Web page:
We’re not going to miss the Christmas music in the mall the day after Halloween, but to some degree we are going to have to deal with our “shopping mall” on social feeds right next to where our friends and family fight about whether the fly on Pence’s head was symbolic or whether America might be flirting with fascism or failure. Through this, you’re going to be on social media. The question is what to do about it.
What You Can Do as an Individual
Read or watch before you comment. Sounds pretty simple, right? We professionals who’ve managed the feeds of hundreds of brands can tell you confidently that comments without consumption are commonplace. Here’s a principle that might help even further: assume the person or page you’re tempted to interact with has some knowledge that you don’t. Try to figure out what that might be before you poison the well by insulting their face or family.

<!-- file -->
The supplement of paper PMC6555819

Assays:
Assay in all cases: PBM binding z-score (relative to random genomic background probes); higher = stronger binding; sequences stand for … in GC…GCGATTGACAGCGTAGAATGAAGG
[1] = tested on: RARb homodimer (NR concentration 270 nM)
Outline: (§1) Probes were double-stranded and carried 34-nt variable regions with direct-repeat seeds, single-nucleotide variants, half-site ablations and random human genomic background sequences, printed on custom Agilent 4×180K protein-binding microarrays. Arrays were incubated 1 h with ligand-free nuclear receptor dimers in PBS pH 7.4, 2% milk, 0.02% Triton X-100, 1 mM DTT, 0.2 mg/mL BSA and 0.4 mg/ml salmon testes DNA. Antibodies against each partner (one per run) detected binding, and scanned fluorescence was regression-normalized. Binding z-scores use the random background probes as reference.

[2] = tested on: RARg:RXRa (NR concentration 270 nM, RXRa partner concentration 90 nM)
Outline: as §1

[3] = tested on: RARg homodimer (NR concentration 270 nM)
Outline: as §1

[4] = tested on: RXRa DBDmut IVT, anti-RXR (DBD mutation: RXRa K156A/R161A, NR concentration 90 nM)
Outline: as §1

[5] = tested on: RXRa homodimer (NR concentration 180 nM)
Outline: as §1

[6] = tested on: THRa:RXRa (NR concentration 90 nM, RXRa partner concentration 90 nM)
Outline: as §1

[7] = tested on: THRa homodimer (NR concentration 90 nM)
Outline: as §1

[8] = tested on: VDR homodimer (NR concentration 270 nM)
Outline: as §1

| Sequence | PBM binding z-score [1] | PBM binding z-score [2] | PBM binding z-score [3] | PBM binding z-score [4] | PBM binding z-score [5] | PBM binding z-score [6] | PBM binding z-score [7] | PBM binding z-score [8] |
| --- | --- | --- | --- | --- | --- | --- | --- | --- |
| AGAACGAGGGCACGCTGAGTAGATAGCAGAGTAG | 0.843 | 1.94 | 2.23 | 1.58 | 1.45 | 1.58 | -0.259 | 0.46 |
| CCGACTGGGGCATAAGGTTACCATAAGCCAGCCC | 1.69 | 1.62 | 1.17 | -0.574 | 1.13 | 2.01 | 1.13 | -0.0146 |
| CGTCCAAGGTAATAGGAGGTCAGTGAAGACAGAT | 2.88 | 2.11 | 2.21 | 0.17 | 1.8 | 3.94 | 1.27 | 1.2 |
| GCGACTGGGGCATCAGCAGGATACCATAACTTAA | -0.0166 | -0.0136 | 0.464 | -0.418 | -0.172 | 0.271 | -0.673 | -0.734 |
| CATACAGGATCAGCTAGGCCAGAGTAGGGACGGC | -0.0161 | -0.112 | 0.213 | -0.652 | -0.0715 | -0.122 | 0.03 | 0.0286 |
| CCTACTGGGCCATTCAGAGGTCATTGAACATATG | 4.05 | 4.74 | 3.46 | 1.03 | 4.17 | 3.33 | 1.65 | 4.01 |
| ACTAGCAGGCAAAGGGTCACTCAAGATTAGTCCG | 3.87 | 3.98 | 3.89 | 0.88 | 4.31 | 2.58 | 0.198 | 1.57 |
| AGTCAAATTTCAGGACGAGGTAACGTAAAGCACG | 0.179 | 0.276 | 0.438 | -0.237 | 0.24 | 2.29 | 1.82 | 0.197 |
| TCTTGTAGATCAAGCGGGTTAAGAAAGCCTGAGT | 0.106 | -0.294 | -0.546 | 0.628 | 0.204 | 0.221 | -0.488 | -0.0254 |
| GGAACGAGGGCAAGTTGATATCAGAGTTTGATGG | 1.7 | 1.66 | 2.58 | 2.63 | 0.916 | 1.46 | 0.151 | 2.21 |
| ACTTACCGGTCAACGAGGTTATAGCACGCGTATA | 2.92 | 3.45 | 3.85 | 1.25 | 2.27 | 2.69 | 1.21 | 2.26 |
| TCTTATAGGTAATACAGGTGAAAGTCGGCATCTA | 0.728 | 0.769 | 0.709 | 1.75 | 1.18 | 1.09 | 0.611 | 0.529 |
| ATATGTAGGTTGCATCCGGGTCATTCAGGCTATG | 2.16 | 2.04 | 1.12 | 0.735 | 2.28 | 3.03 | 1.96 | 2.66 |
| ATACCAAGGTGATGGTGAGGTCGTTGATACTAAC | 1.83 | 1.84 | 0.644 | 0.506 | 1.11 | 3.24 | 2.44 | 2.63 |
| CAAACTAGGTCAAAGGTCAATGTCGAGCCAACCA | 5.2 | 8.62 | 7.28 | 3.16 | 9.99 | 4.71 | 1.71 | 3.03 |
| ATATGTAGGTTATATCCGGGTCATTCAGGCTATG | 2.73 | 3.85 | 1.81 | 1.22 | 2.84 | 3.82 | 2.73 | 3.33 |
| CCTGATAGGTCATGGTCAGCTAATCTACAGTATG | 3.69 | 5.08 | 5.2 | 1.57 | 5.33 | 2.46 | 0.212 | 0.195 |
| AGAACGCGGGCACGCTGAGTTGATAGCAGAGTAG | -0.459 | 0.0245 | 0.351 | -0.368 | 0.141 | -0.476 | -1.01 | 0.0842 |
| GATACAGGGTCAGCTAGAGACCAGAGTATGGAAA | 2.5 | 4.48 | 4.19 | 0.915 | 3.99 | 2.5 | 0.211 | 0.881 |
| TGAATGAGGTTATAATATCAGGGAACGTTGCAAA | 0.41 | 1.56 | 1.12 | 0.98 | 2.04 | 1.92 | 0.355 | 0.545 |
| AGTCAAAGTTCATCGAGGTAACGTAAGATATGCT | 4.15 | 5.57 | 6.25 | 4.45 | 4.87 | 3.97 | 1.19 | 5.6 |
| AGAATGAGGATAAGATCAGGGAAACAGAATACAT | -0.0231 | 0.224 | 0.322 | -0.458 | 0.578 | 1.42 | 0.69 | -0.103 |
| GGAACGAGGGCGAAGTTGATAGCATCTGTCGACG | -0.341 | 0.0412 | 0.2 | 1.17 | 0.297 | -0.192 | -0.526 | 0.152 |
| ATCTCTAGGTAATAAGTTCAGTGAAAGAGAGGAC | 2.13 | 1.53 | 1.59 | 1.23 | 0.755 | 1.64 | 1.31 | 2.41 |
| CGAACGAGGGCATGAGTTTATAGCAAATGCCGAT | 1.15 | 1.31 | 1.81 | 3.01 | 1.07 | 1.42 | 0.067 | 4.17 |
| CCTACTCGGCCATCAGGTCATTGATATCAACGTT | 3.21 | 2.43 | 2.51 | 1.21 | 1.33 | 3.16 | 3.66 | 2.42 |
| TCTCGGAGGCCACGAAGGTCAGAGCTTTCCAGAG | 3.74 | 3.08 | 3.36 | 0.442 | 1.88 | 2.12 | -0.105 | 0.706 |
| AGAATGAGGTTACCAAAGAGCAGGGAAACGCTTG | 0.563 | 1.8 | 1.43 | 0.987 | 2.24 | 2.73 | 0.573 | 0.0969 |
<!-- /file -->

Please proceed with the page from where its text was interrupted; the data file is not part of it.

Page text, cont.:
Fact check what you read before you share it. That’s “share” via button or via word of mouth! The reality is that people were casually spreading false information long before social media, and will continue to do so no matter what. Before the web got social, the anonymity problem had already exploded and email, message boards, and websites spread plenty of misinformation. The main contribution of social media was to speed the process up. It’s in our hands to slow it down.